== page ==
It doesn’t take long for Accutane to take its toll. Cindy took the med in high school but stopped after three months. “I was getting bad headaches and muscle pain, and because I wasn’t taking any other meds and never had these symptoms before, it wasn’t hard connecting Accutane,” she says.
Cindy stayed off Accutane for 18 months, until her acne flared up again. With the next prescription, Cindy, who was of childbearing age, was registered by her dermatologist in the iPLEDGE program because of Accutane’s link to birth defects. “I also had blood tests every month, possibly to make sure I wasn’t pregnant. It was so hard to finish the six-month treatment because it was hard to focus and my whole body was aching,” Cindy explains.
Her dermatologist also asked Cindy if she ever felt depressed - one doctor who had actually read Accutane’s contraindications. Cindy said she would sometimes cry for no apparent reason, but what teenager hasn’t? In Chris’s case, it was more than crying.
“Just three months into taking Accutane (about 10 years ago), I started getting episodes of dread,” says Chris, 30 years old. I asked my doctor to come off it but he advised that I finish the treatment. I didn’t think much more about the consequences of Accutane side effects but my attitude sure has changed.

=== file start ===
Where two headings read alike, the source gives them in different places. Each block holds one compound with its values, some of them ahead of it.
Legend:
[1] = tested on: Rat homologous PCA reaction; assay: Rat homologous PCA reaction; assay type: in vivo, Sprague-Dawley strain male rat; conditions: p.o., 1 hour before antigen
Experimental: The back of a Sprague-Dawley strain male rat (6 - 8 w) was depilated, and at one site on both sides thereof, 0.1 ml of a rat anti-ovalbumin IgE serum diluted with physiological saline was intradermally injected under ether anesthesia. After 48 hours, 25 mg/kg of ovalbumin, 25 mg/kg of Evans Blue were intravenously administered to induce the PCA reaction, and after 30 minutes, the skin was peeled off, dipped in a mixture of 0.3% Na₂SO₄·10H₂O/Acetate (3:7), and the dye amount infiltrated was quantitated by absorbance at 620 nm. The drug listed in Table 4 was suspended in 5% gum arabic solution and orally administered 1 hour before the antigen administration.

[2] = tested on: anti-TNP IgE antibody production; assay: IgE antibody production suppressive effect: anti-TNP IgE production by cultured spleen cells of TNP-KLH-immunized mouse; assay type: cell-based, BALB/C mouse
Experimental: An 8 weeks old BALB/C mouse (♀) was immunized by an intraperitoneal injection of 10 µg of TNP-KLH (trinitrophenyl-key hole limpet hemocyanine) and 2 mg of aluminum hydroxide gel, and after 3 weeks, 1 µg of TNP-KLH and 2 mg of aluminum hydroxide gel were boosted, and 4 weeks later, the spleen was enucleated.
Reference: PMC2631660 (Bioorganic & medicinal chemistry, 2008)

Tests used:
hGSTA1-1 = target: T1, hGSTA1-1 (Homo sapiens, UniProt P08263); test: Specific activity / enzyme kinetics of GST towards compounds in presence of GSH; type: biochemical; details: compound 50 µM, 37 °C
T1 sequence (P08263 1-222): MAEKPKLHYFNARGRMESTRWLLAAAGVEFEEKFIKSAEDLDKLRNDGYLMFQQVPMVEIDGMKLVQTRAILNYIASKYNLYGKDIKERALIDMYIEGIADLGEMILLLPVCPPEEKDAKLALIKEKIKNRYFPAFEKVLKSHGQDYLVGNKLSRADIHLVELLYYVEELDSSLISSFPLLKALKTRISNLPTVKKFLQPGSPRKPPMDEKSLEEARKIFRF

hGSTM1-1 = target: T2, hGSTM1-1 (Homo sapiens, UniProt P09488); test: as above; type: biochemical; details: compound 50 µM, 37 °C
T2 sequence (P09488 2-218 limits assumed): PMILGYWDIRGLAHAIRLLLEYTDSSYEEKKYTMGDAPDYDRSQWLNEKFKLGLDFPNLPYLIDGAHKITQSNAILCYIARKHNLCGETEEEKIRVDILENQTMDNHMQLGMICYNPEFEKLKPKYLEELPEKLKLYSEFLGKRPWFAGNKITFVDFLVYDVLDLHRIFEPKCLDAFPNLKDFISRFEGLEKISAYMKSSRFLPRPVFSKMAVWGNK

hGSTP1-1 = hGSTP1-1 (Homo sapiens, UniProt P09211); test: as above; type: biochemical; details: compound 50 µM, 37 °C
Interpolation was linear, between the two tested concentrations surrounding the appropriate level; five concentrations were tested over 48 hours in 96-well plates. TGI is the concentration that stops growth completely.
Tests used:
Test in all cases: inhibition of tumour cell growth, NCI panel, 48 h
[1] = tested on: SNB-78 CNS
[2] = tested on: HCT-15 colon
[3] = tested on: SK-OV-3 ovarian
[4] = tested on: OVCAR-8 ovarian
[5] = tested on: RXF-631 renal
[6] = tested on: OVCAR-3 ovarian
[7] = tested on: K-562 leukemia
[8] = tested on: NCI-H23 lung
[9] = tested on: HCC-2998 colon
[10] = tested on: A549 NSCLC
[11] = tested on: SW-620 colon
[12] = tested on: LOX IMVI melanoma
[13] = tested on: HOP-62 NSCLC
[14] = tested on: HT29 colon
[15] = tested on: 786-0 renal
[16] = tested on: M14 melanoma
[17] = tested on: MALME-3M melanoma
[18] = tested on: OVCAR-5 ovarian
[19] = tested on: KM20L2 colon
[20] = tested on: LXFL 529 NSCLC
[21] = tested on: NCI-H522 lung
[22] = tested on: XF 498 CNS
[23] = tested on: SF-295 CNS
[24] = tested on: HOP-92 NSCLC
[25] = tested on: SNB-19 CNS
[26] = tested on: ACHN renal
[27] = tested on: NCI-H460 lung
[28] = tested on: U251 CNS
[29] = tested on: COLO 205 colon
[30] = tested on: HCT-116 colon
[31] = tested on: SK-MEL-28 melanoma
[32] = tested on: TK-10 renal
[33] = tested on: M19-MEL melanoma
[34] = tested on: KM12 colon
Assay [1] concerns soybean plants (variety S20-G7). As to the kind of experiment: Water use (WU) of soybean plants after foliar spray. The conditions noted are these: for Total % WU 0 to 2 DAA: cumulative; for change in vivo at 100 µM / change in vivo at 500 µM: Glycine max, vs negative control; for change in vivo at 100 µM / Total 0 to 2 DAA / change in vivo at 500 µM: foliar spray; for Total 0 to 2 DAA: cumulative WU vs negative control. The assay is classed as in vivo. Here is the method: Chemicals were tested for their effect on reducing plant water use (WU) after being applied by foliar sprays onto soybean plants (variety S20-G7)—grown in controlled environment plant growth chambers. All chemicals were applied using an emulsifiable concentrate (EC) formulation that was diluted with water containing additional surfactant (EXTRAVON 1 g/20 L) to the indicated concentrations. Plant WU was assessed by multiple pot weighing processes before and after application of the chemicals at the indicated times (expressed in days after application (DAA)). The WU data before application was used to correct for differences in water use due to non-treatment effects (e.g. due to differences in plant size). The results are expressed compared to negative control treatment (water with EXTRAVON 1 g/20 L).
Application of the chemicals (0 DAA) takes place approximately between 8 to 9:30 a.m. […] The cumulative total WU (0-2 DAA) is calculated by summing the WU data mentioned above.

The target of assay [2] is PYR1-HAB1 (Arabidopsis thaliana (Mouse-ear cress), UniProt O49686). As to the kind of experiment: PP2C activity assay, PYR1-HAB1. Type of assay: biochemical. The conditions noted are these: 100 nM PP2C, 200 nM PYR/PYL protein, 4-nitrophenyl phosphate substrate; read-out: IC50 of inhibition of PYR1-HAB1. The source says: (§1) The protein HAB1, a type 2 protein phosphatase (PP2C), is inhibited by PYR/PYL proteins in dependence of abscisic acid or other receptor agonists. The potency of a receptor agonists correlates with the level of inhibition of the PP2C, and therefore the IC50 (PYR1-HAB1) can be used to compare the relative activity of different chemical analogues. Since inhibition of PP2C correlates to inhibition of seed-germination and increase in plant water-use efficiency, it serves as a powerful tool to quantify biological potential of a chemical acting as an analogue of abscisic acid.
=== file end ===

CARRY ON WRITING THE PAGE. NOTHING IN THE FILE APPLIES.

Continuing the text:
READ MORE ACCUTANE IBD LEGAL NEWS
We all know that “one man’s ceiling is another man’s floor.” In other words, one drug can have differing affects on people. Chris doesn’t have any problems with digestion. Cindy never had any psychological issues, unless you want to count guilt: she feels badly that her mother spent so much money on Accutane and her mother feels guilty insisting Cindy keep taking the med.
“I didn’t have insurance so Accutane was expensive,” says Cindy. “It cost my mother about $500 per month for me to have good skin. She told me to stay on Accutane even though I didn’t like how I felt, but at the time we weren’t aware of the side effects. If so, my mother would have chucked Accutane down the toilet.”